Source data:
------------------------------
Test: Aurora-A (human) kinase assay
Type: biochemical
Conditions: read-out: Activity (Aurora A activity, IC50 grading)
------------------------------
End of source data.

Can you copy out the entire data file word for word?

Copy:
Test: Aurora-A (human) kinase assay
Type: biochemical
Conditions: read-out: Activity (Aurora A activity, IC50 grading)